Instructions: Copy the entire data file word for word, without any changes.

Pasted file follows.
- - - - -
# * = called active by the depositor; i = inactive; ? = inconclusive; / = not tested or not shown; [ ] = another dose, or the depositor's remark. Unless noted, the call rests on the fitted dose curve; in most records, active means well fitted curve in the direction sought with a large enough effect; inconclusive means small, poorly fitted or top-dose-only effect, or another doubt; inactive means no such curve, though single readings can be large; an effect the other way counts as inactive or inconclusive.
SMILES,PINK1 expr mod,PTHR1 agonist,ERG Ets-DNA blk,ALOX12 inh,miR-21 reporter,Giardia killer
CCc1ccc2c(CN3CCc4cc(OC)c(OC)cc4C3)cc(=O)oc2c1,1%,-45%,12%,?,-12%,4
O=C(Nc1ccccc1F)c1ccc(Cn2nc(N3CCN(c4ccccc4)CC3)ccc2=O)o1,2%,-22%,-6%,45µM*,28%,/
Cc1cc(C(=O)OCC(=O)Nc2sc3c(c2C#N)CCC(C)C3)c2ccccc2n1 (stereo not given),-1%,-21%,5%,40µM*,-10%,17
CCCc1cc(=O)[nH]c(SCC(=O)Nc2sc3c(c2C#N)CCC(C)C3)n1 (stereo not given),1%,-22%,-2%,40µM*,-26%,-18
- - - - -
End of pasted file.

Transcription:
# * = called active by the depositor; i = inactive; ? = inconclusive; / = not tested or not shown; [ ] = another dose, or the depositor's remark. Unless noted, the call rests on the fitted dose curve; in most records, active means well fitted curve in the direction sought with a large enough effect; inconclusive means small, poorly fitted or top-dose-only effect, or another doubt; inactive means no such curve, though single readings can be large; an effect the other way counts as inactive or inconclusive.
SMILES,PINK1 expr mod,PTHR1 agonist,ERG Ets-DNA blk,ALOX12 inh,miR-21 reporter,Giardia killer
CCc1ccc2c(CN3CCc4cc(OC)c(OC)cc4C3)cc(=O)oc2c1,1%,-45%,12%,?,-12%,4
O=C(Nc1ccccc1F)c1ccc(Cn2nc(N3CCN(c4ccccc4)CC3)ccc2=O)o1,2%,-22%,-6%,45µM*,28%,/
Cc1cc(C(=O)OCC(=O)Nc2sc3c(c2C#N)CCC(C)C3)c2ccccc2n1 (stereo not given),-1%,-21%,5%,40µM*,-10%,17
CCCc1cc(=O)[nH]c(SCC(=O)Nc2sc3c(c2C#N)CCC(C)C3)n1 (stereo not given),1%,-22%,-2%,40µM*,-26%,-18